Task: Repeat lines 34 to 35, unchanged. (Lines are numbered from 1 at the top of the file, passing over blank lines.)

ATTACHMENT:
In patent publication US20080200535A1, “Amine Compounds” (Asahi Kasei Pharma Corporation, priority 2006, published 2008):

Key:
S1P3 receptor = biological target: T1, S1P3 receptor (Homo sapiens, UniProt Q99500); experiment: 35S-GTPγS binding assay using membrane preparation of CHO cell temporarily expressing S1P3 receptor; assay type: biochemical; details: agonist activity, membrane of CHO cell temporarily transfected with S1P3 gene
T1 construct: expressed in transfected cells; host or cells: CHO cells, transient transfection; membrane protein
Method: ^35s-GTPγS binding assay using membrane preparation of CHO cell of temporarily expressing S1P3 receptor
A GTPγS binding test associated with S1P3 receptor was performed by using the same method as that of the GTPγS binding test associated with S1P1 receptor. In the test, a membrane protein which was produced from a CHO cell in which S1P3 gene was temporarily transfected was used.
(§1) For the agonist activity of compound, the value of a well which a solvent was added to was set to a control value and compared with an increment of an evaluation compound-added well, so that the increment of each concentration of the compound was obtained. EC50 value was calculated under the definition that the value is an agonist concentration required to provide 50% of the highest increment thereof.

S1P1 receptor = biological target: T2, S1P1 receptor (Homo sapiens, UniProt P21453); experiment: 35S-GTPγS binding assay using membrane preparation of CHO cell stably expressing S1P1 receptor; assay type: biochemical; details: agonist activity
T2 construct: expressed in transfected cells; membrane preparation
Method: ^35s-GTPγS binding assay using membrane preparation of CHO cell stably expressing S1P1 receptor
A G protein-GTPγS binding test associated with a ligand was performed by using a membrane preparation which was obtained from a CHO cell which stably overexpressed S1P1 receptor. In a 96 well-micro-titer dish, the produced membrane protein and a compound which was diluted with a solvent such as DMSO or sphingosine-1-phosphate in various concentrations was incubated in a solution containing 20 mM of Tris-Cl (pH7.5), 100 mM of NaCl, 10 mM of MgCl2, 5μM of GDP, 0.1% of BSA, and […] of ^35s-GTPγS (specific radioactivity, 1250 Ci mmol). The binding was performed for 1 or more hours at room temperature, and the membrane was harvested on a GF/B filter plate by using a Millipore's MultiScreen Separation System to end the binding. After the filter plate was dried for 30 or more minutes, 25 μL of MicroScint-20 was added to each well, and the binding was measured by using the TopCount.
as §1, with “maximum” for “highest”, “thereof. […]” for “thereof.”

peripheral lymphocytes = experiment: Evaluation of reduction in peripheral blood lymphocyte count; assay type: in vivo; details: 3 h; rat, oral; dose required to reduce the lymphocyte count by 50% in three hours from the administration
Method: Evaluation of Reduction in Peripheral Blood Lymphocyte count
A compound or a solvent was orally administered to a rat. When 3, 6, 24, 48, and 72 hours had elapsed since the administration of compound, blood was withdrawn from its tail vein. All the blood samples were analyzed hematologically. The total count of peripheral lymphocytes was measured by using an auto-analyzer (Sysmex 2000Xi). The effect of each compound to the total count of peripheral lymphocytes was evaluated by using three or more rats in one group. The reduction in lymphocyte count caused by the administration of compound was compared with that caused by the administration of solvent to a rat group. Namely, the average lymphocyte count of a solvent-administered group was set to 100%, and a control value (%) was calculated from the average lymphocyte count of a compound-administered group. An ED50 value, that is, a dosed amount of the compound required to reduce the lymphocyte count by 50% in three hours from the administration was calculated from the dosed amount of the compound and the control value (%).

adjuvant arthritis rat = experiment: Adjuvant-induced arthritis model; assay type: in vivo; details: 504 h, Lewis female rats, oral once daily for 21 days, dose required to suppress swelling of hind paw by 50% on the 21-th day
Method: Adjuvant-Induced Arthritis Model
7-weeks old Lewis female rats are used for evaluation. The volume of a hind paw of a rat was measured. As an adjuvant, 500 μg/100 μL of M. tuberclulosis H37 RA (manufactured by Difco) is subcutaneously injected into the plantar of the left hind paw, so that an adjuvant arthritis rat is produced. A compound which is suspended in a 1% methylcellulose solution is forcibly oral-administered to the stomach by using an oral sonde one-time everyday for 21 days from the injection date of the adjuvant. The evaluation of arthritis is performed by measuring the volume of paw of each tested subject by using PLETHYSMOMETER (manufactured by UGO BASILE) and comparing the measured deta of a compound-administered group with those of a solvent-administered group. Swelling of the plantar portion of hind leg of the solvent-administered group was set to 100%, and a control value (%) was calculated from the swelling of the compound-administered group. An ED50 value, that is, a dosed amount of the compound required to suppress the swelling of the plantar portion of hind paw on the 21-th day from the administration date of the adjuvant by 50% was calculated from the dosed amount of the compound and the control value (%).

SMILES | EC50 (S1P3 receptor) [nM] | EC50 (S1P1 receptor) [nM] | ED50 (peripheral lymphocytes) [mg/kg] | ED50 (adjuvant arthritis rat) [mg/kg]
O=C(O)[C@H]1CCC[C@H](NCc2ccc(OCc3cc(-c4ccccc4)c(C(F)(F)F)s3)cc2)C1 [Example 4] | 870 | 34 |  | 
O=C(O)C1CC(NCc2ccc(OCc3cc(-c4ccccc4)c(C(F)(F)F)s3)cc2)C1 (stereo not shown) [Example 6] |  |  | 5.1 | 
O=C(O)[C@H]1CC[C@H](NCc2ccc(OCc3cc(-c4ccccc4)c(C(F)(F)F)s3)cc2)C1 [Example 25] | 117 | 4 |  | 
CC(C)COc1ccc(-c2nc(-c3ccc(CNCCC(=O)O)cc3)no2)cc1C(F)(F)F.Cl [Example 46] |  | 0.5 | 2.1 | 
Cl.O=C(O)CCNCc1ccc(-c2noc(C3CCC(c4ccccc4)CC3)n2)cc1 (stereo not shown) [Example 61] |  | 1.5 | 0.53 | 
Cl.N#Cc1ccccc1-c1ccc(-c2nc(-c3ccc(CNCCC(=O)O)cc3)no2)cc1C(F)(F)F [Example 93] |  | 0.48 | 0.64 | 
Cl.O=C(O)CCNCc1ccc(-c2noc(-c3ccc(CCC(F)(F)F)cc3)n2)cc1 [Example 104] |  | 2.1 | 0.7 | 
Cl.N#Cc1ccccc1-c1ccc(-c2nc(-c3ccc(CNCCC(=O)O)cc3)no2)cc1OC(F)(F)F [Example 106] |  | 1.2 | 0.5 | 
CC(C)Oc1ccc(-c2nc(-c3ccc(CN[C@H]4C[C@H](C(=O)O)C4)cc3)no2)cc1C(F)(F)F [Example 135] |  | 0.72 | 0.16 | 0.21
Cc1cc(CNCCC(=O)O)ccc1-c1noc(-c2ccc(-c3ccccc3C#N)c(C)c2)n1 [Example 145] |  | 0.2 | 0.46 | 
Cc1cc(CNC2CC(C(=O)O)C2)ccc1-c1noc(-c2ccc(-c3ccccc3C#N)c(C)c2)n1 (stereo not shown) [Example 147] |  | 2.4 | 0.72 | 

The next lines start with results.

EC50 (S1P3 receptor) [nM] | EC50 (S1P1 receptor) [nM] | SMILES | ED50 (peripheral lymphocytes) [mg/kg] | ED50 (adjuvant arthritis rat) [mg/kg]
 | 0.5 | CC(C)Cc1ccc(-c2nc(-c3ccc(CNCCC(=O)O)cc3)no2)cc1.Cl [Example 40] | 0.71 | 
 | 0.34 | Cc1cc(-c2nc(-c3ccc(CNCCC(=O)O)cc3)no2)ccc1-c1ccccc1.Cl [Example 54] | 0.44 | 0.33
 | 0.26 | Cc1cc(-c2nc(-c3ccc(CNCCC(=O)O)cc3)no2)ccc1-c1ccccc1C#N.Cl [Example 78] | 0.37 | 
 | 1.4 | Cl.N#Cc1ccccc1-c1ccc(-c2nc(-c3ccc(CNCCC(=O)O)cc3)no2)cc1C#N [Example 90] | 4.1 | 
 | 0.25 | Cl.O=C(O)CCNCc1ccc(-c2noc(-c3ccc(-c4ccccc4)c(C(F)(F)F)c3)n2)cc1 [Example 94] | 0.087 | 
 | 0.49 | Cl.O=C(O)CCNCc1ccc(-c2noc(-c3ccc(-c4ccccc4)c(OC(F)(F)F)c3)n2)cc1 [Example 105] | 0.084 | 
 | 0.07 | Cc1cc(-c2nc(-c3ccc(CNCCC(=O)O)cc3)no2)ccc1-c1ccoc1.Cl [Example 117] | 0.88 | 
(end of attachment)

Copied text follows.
 | 0.34 | Cc1cc(-c2nc(-c3ccc(CNCCC(=O)O)cc3)no2)ccc1-c1ccccc1.Cl [Example 54] | 0.44 | 0.33
 | 0.26 | Cc1cc(-c2nc(-c3ccc(CNCCC(=O)O)cc3)no2)ccc1-c1ccccc1C#N.Cl [Example 78] | 0.37 | 